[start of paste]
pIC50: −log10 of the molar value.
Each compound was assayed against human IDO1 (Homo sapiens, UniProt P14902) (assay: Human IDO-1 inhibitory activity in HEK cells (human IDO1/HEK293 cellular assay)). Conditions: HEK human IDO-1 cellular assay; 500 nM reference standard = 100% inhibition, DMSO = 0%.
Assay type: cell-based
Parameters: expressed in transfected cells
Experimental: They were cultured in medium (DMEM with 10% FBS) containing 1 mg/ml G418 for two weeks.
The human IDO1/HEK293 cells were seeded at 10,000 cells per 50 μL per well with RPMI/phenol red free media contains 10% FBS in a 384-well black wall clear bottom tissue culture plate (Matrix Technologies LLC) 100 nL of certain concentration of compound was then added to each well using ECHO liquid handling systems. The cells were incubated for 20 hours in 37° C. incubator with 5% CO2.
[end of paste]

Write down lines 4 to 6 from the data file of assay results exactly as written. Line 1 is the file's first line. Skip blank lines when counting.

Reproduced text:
Parameters: expressed in transfected cells
Experimental: They were cultured in medium (DMEM with 10% FBS) containing 1 mg/ml G418 for two weeks.
The human IDO1/HEK293 cells were seeded at 10,000 cells per 50 μL per well with RPMI/phenol red free media contains 10% FBS in a 384-well black wall clear bottom tissue culture plate (Matrix Technologies LLC) 100 nL of certain concentration of compound was then added to each well using ECHO liquid handling systems. The cells were incubated for 20 hours in 37° C. incubator with 5% CO2.